Careful Words

flame (n.)

flame (v.)

flame (adj.)

He's gone, and who knows how he may report

Thy words by adding fuel to the flame?

John Milton (1608-1674): Samson Agonistes. Line 1350.

Her track, where'er the goddess roves,

Glory pursue, and gen'rous shame,

Th' unconquerable mind, and freedom's holy flame.

Thomas Gray (1716-1771): The Progress of Poesy. II. 2, Line 10.

Drink ye to her that each loves best!

And if you nurse a flame

That's told but to her mutual breast,

We will not ask her name.

Thomas Campbell (1777-1844): Drink ye to Her.

If I speak to thee in friendship's name,

Thou think'st I speak too coldly;

If I mention love's devoted flame,

Thou say'st I speak too boldly.

Thomas Moore (1779-1852): How shall I woo?

They sin who tell us love can die;

With life all other passions fly,

All others are but vanity.

.   .   .   .   .

Love is indestructible,

Its holy flame forever burneth;

From heaven it came, to heaven returneth.

.   .   .   .   .

It soweth here with toil and care,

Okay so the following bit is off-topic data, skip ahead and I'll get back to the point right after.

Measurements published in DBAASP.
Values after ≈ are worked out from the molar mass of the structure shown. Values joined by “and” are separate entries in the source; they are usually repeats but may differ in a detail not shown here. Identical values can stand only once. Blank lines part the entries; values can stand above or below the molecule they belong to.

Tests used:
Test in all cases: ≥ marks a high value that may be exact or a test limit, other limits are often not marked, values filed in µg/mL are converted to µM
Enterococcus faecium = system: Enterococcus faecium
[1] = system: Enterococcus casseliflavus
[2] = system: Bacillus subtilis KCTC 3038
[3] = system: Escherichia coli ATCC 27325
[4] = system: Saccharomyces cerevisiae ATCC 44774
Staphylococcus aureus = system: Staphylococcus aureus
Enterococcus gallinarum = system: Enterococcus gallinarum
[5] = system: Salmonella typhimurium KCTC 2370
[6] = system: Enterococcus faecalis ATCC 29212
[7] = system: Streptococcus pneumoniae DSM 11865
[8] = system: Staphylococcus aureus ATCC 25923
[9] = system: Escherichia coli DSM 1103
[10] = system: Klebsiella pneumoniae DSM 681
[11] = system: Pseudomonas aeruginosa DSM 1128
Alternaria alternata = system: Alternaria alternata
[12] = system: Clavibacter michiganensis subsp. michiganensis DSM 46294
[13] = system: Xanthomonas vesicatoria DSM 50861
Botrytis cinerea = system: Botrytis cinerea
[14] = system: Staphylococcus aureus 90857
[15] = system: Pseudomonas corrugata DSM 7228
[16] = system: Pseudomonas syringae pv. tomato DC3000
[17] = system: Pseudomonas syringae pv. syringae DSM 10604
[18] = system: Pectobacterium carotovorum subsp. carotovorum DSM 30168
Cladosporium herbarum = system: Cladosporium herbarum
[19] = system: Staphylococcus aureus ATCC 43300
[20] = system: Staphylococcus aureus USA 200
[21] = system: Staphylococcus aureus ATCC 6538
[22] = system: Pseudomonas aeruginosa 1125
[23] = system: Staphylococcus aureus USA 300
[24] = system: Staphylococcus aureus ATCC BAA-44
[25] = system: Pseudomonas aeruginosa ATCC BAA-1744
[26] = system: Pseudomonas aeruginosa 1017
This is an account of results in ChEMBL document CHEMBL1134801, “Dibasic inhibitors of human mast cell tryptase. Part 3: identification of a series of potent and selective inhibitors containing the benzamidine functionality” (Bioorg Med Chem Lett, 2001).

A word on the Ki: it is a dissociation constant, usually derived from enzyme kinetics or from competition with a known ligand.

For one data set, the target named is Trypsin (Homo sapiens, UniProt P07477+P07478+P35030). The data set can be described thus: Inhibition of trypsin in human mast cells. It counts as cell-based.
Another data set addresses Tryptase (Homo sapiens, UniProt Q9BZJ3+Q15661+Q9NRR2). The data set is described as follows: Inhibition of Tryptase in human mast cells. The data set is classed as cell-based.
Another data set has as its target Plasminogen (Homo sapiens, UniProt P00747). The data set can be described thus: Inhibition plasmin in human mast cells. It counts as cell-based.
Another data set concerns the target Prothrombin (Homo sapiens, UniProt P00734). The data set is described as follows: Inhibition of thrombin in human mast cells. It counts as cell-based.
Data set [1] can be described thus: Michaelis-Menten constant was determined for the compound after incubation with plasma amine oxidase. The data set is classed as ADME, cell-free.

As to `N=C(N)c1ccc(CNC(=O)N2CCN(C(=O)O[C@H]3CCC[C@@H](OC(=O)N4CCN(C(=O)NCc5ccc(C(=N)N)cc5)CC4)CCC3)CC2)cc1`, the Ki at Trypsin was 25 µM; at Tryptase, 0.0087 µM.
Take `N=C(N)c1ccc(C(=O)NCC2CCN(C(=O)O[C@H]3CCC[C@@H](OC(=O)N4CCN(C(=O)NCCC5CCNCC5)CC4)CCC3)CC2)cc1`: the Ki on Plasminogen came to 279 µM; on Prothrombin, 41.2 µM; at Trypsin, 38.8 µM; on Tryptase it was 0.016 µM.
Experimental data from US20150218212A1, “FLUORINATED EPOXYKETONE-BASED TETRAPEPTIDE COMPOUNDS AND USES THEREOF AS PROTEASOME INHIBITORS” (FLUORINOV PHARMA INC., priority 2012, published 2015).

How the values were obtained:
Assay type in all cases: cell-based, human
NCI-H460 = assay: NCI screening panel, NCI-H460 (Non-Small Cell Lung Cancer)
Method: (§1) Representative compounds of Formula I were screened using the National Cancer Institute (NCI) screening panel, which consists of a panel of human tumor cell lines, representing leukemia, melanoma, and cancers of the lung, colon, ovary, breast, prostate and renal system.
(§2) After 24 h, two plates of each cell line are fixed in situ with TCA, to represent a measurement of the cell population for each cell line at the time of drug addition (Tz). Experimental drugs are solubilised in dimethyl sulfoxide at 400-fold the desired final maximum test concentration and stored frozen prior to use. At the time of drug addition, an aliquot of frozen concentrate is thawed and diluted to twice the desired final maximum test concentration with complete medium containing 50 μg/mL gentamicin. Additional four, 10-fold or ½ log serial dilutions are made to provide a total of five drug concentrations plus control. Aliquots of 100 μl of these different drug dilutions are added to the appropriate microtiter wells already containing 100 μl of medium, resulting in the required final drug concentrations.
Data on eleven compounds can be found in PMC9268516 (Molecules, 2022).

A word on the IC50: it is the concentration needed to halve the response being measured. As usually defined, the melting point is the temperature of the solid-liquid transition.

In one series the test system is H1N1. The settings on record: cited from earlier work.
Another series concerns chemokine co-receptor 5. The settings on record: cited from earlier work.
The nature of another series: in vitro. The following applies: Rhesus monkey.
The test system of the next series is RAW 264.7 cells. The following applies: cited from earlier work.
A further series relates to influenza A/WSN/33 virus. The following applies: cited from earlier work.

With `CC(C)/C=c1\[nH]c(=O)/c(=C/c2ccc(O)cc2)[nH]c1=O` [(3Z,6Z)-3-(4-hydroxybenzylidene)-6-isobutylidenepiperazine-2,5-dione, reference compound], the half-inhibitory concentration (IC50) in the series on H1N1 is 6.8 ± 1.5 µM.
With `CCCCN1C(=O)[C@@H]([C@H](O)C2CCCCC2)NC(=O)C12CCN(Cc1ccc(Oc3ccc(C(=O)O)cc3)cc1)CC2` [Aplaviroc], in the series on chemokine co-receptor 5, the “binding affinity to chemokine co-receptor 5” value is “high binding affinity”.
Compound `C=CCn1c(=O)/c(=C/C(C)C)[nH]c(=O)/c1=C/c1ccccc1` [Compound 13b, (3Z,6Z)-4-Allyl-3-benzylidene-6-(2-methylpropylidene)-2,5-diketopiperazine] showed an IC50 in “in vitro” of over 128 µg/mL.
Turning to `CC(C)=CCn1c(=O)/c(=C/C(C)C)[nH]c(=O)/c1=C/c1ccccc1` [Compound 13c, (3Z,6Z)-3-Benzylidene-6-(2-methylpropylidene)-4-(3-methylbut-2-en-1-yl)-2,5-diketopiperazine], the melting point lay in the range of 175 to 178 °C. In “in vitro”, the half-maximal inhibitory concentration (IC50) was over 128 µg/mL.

But the harvest-time of love is there.

Robert Southey (1774-1843): The Curse of Kehama. Canto x. Stanza 10.

Religion blushing, veils her sacred fires,

And unawares Morality expires.

Nor public flame nor private dares to shine;

Nor human spark is left, nor glimpse divine!

Lo! thy dread empire Chaos is restor'd,

Light dies before thy uncreating word;

Thy hand, great Anarch, lets the curtain fall,

And universal darkness buries all.

Alexander Pope (1688-1744): The Dunciad. Book iv. Line 649.

The boy stood on the burning deck,

Whence all but him had fled;

The flame that lit the battle's wreck

Shone round him o'er the dead.

John Keble (1792-1866): Casabianca.

Vital spark of heavenly flame!

Quit, O quit this mortal frame!

Alexander Pope (1688-1744): The Dying Christian to his Soul.

What things have we seen

Done at the Mermaid! heard words that have been

So nimble and so full of subtile flame

As if that every one from whence they came

Had meant to put his whole wit in a jest,

And resolved to live a fool the rest

Of his dull life.

William Drummond (1585-1649): Letter to Ben Jonson.